The current OpenTTD GUI code is inflexible and unpleasant. Therefore an effort is now underway to design and build a replacement system.
Expresso tried it in this thread but realised what a large project it is and very sensibly stopped.
Because it's such a large project we do need to be totally convinced that we have to reimplement the GUI instead of just improving on what we already have before we start down that road.
- Fast - keep performance as close to the current GUI as possible (or make it faster, but we all know how unlikely that is)
- Usable - the major motivation to do this is to make the code which uses the GUI cleaner and simpler. If we don't do that there's no point doing this at all
- Abstract - if we want to switch to 32bpp and draw everything very prettily, only the GUI drawing code should care - all other parts of the game should be able to ignore it. This may also imply that the GUI acquires some level of themeability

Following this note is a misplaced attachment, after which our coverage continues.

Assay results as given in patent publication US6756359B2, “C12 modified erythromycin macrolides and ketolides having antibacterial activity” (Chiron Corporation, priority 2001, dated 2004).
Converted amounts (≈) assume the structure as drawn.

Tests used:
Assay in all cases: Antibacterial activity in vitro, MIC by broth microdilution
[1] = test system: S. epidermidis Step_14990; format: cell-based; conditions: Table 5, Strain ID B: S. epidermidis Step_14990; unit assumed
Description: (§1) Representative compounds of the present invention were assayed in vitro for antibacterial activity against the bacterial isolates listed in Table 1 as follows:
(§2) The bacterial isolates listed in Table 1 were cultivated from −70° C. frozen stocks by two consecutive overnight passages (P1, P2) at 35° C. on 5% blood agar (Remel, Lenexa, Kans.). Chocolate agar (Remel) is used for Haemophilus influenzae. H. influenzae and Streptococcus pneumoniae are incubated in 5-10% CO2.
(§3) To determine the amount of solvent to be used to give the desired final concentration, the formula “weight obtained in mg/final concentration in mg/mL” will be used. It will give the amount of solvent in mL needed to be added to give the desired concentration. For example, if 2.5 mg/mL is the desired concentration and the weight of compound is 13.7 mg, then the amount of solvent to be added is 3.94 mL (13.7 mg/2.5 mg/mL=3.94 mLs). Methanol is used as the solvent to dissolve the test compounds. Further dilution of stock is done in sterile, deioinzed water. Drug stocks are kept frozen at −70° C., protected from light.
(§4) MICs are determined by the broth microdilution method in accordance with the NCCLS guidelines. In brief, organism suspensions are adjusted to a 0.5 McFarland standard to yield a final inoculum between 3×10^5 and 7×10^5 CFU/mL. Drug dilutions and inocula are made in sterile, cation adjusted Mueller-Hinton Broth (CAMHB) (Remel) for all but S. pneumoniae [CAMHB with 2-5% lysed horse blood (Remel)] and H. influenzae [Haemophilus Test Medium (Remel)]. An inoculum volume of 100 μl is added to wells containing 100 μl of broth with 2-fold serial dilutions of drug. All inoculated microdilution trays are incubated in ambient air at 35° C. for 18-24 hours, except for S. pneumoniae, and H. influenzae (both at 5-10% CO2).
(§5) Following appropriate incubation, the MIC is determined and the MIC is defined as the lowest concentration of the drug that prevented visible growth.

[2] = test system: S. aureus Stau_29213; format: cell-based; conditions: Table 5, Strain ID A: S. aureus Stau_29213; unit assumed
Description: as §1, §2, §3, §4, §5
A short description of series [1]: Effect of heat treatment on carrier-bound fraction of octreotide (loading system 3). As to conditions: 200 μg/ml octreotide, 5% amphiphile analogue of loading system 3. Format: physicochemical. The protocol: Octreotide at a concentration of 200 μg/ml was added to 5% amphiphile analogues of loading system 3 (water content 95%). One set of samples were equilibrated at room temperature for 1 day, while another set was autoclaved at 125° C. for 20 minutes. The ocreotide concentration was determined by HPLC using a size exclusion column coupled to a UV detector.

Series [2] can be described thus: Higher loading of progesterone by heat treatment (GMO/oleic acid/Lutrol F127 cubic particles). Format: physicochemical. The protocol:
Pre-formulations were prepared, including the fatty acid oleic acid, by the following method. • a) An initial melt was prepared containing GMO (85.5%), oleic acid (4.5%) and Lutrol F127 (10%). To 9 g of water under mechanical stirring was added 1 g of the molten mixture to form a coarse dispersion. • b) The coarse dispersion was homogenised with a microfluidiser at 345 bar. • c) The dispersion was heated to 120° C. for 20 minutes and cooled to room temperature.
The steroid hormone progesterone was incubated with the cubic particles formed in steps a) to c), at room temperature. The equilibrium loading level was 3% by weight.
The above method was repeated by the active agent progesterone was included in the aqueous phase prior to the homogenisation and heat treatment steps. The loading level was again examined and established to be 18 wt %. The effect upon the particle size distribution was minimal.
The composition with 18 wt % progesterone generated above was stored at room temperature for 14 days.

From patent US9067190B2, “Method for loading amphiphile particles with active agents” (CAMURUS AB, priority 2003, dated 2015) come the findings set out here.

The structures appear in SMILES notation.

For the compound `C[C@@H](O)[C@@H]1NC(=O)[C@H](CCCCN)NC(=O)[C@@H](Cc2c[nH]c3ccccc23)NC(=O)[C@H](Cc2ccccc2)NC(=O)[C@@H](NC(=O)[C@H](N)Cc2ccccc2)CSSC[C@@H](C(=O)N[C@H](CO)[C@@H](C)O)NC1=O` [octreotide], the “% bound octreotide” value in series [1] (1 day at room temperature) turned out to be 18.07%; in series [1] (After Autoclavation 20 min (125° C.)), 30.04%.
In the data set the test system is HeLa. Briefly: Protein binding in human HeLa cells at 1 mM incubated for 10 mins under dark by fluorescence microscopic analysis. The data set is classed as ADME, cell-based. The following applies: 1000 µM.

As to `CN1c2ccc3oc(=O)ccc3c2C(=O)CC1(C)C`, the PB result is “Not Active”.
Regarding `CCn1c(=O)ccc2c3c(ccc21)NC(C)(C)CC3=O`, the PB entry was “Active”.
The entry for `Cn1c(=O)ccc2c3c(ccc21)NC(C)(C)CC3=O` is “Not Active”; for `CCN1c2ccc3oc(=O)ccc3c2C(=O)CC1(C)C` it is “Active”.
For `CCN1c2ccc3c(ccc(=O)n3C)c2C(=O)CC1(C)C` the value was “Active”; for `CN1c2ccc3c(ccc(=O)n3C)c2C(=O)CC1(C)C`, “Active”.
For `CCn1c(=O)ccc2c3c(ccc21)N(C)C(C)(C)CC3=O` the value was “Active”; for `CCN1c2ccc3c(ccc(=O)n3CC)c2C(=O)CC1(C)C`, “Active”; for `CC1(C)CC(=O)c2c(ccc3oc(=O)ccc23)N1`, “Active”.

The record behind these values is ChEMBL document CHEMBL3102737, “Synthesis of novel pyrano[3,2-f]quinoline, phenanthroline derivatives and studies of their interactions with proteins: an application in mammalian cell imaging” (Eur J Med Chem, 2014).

- No irritating limits - we really should be able to lose the 32-item limit on things like dropdowns
- Improve user experience - eventually allow the users to get what they want from this - better handling of in-game toolbars, etc.
Apparently it's okay to write bits of OpenTTD in C++ now, so with that in mind it's obvious that one of these bits should be the GUI. Then we can have a nice light object-oriented design with sanity and cleanliness and a good sense of hygiene, which flosses twice a day.
Performance requirements and the desire not to end up increasing OpenTTD's system requirements mean that we can't go too fancy on the drawing system. A compositing model would probably use too much memory, so we need good clipping and good z-order handling to avoid things drawing on top of each other when they shouldn't.
At this time we do not intend to alter the basic look of OpenTTD, so the new GUI needs to draw its controls so that they look like the ones we already have. This is of course entirely achievable but does not preclude designing the system so that we can do other things with the look later on.
Obviously some thought needs to go into this.